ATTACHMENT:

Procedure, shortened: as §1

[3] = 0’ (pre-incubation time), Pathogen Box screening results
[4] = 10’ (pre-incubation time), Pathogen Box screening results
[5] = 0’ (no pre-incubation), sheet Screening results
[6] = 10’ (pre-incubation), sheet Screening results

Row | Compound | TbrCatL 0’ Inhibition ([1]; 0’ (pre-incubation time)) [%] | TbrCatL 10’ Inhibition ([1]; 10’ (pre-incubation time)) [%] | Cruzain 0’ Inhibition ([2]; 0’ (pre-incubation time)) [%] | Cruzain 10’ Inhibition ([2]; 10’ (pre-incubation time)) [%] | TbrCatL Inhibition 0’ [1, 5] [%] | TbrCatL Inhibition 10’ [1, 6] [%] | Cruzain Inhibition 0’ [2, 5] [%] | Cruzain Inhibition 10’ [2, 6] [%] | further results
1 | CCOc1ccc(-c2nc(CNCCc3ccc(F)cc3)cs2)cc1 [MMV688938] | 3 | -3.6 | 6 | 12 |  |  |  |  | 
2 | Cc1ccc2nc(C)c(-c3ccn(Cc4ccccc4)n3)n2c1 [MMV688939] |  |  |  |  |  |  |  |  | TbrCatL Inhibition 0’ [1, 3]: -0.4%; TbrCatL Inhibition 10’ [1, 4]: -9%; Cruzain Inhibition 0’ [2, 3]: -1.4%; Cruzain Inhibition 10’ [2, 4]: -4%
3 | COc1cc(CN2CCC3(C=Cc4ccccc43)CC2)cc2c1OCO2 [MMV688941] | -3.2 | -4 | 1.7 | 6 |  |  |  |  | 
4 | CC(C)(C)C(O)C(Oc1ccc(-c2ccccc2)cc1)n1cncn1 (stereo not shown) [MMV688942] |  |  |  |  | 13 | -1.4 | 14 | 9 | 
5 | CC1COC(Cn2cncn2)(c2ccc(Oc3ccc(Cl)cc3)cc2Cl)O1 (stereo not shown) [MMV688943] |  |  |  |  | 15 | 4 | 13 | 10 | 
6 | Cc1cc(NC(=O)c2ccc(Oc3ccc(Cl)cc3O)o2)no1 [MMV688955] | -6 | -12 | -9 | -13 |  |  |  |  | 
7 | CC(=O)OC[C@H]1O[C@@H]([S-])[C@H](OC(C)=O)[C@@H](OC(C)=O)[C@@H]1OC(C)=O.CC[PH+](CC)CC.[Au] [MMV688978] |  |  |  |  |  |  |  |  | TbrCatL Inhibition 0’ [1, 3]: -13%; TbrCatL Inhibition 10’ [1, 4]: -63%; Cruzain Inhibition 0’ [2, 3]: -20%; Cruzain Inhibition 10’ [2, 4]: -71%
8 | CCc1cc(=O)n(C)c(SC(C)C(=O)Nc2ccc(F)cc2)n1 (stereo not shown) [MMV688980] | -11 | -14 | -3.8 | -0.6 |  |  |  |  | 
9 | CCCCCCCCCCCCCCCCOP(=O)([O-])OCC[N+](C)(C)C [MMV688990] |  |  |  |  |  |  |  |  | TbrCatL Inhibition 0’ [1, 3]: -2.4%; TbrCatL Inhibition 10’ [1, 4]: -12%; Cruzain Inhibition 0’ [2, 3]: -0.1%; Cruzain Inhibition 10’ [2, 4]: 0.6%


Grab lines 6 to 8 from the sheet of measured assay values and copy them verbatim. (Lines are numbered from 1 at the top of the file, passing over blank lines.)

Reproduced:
Row | Compound | TbrCatL 0’ Inhibition ([1]; 0’ (pre-incubation time)) [%] | TbrCatL 10’ Inhibition ([1]; 10’ (pre-incubation time)) [%] | Cruzain 0’ Inhibition ([2]; 0’ (pre-incubation time)) [%] | Cruzain 10’ Inhibition ([2]; 10’ (pre-incubation time)) [%] | TbrCatL Inhibition 0’ [1, 5] [%] | TbrCatL Inhibition 10’ [1, 6] [%] | Cruzain Inhibition 0’ [2, 5] [%] | Cruzain Inhibition 10’ [2, 6] [%] | further results
1 | CCOc1ccc(-c2nc(CNCCc3ccc(F)cc3)cs2)cc1 [MMV688938] | 3 | -3.6 | 6 | 12 |  |  |  |  | 
2 | Cc1ccc2nc(C)c(-c3ccn(Cc4ccccc4)n3)n2c1 [MMV688939] |  |  |  |  |  |  |  |  | TbrCatL Inhibition 0’ [1, 3]: -0.4%; TbrCatL Inhibition 10’ [1, 4]: -9%; Cruzain Inhibition 0’ [2, 3]: -1.4%; Cruzain Inhibition 10’ [2, 4]: -4%